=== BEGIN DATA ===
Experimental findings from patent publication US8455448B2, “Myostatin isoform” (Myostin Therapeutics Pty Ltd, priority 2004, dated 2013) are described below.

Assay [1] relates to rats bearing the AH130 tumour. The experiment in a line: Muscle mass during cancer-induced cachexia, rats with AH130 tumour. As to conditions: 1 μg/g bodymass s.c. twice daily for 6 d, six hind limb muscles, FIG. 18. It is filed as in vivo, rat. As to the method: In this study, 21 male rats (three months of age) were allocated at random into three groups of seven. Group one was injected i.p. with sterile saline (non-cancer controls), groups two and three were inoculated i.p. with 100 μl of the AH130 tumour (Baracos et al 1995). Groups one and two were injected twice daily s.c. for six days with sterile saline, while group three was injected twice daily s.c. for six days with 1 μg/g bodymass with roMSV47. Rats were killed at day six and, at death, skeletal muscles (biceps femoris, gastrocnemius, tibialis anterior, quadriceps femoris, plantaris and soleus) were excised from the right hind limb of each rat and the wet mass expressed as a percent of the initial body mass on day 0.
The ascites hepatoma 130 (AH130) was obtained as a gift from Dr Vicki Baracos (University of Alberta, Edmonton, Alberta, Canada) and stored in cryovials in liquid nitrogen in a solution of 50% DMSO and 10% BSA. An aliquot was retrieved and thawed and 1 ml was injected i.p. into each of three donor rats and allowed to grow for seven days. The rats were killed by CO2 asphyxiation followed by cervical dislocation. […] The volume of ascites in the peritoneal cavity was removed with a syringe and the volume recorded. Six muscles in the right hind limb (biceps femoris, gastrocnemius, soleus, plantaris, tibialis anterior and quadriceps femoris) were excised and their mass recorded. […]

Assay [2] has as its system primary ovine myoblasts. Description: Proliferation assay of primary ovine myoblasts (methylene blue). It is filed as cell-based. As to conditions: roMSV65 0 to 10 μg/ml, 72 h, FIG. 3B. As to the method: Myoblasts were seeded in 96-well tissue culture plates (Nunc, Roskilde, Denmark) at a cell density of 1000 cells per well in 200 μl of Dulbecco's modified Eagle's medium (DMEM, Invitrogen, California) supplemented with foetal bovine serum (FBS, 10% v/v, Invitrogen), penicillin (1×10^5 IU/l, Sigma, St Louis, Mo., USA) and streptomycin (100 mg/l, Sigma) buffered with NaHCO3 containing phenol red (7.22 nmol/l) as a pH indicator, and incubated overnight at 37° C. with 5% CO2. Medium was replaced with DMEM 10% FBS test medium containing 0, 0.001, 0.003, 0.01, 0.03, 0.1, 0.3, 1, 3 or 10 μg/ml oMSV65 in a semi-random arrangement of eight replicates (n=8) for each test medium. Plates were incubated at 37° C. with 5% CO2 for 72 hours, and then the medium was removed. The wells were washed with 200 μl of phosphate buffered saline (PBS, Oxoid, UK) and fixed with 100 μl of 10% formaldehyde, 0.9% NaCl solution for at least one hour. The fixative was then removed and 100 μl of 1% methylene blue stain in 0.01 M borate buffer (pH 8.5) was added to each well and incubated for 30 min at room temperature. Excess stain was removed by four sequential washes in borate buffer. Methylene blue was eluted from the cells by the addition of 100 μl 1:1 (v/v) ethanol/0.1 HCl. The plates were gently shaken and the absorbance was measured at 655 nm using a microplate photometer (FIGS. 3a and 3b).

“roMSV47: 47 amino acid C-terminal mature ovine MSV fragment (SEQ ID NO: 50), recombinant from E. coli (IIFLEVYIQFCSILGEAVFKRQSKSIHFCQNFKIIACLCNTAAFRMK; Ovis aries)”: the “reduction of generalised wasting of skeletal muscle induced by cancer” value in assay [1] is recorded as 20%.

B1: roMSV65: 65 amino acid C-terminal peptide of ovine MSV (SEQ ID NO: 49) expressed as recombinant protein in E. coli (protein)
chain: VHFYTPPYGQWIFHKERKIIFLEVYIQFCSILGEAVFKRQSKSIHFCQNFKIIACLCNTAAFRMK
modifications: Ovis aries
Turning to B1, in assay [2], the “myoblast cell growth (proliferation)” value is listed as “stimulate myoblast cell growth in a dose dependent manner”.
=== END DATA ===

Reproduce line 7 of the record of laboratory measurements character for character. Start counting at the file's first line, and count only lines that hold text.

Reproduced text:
chain: VHFYTPPYGQWIFHKERKIIFLEVYIQFCSILGEAVFKRQSKSIHFCQNFKIIACLCNTAAFRMK